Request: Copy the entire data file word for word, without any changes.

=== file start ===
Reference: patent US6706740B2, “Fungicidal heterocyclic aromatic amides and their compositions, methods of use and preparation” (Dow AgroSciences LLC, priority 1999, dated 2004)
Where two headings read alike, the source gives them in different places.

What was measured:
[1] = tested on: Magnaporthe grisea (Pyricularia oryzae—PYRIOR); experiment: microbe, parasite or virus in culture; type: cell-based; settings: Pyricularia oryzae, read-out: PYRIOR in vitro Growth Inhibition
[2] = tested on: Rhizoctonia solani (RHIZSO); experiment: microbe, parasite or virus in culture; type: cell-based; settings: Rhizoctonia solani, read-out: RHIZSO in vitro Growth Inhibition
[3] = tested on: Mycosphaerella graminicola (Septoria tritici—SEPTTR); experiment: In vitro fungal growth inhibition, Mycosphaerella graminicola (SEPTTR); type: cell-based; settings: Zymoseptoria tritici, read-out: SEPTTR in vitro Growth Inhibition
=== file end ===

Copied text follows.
Reference: patent US6706740B2, “Fungicidal heterocyclic aromatic amides and their compositions, methods of use and preparation” (Dow AgroSciences LLC, priority 1999, dated 2004)
Where two headings read alike, the source gives them in different places.

What was measured:
[1] = tested on: Magnaporthe grisea (Pyricularia oryzae—PYRIOR); experiment: microbe, parasite or virus in culture; type: cell-based; settings: Pyricularia oryzae, read-out: PYRIOR in vitro Growth Inhibition
[2] = tested on: Rhizoctonia solani (RHIZSO); experiment: microbe, parasite or virus in culture; type: cell-based; settings: Rhizoctonia solani, read-out: RHIZSO in vitro Growth Inhibition
[3] = tested on: Mycosphaerella graminicola (Septoria tritici—SEPTTR); experiment: In vitro fungal growth inhibition, Mycosphaerella graminicola (SEPTTR); type: cell-based; settings: Zymoseptoria tritici, read-out: SEPTTR in vitro Growth Inhibition